There is no merit in the contention of the defendant that he is justified in refusing to pay the check because the automobile which he obtained from the prosecutor was not as represented. We refused to permit any such defense at the trial, and are satisfied that in doing so we committed no error. It is not a question of bargaining between these two parties, but the sole question is whether the defendant gave a check upon a bank at a time when he did not have sufficient funds or credit to meet it.
Upon the argument of this rule the defendant raised another question, which is that the bank had no right to charge against the account of the defendant the amount of his overdraft when he made the deposit of $130.00 on the 30th of August, 1920. There is no merit in this contention.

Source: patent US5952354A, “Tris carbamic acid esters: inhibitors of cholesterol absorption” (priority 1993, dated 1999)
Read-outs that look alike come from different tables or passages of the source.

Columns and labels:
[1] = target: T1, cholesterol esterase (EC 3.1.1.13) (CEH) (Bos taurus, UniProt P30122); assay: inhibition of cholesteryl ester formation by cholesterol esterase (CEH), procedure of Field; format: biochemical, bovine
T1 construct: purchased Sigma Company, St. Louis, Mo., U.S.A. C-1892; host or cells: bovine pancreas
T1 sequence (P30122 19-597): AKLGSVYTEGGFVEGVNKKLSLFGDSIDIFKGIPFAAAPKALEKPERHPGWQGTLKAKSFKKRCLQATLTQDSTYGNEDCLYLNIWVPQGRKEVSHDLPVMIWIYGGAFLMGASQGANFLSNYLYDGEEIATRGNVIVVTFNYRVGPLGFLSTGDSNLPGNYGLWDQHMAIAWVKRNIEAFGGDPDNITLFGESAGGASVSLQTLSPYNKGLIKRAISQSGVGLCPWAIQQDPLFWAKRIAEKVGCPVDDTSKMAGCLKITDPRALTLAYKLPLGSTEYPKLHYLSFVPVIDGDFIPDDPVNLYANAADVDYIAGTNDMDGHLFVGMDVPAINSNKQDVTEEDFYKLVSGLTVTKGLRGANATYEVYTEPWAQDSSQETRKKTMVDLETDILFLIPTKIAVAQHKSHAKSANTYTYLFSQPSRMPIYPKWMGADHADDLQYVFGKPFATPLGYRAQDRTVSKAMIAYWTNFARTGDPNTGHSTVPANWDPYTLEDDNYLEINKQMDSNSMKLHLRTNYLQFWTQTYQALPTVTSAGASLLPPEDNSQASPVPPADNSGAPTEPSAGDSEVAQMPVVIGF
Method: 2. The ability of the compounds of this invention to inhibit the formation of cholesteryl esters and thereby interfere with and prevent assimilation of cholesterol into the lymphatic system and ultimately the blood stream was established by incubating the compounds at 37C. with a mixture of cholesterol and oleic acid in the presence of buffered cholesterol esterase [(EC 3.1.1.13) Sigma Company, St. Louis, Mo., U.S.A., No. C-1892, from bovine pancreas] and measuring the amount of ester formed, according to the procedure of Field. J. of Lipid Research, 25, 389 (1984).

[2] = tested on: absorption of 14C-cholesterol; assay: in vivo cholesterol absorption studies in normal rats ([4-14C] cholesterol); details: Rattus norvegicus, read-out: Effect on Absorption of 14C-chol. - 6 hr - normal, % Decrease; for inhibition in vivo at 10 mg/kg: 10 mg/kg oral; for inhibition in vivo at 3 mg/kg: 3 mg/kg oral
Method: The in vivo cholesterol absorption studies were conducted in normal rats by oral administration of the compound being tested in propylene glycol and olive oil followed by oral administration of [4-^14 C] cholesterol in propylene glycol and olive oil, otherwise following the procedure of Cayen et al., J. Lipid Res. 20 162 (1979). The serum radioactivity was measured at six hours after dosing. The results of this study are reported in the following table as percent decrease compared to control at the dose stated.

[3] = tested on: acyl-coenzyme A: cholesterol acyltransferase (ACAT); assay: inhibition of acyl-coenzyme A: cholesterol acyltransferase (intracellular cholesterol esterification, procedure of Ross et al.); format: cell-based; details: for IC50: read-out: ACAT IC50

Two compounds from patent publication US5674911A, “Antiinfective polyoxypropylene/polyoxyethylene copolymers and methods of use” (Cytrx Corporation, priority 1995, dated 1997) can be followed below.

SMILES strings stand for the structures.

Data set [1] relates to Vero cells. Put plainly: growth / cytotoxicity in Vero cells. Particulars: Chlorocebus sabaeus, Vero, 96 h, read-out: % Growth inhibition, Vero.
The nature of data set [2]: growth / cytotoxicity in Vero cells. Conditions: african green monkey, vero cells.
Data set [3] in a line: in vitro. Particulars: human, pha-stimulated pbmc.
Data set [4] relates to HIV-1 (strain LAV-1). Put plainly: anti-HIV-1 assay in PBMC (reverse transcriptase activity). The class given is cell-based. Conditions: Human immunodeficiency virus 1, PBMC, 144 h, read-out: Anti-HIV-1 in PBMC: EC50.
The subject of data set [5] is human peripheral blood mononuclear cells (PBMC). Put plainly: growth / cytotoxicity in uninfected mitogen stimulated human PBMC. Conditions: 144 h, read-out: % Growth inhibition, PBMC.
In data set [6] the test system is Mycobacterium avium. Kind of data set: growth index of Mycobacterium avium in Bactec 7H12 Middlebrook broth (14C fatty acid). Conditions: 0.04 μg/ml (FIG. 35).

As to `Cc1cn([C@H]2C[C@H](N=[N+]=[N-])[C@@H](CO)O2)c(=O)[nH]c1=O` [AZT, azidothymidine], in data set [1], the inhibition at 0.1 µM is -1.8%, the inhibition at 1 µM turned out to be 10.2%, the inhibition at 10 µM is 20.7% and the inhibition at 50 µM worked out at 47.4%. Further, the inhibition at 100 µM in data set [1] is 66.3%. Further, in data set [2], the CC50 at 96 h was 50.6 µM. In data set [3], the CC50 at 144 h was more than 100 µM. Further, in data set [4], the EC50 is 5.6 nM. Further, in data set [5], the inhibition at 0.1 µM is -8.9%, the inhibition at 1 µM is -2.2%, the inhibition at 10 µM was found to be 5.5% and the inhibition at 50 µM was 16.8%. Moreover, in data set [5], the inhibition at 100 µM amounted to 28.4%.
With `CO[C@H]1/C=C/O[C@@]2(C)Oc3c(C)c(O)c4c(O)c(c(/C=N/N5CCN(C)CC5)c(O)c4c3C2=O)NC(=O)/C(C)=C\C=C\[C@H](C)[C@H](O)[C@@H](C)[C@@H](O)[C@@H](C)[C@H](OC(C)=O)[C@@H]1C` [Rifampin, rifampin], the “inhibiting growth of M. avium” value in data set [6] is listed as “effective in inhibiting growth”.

Bank 1. Mason, 95 Pa. 113, one of the cases cited in support of this position, only decides that a bank has no right to allege that money deposited by one person belongs to another. Dick's Estate, 183 Pa. 647, another case cited in support of his position, does not sustain it. There the only question was whether a trustee, who was a private banker, could be compelled to account for profits made with the money of the bank, when part of that money were the trust funds deposited in the bank. In Bowles on the Modern Law of Banking, vol. 1, page 200, it is said: “Any deposit received from a check subsequent to an overdraft may be applied in payment of the overdraft, for there is a strong presumption that he intends to have it thus applied." In Farmers National Bank of West Chester ?'. Marshall, 9 Sup. 621, it is decided that an overdraft would be in exactly the same position as a note which had become due and which the bank had every right to charge up against the maker's deposit, and as far as any endorsers are concerned. would be bound to charge against the deposit of the maker. In Owens V. Stape, 39 Ill. (Appeals) 653, it is said, " The drawing of a check by a depositor in a sum greater than the amount which he had on deposit in itself implies a promise on the part of the depositor to re-pay to the bank the amount by which the account is overdrawn." In Nicols 2. Stape, 46 Nebraska 715, it is decided that a deposit made subsequent to an overdraft is presumed, in the absence of evidence to the contrary, to be intended to apply towards the payment of the overdraft.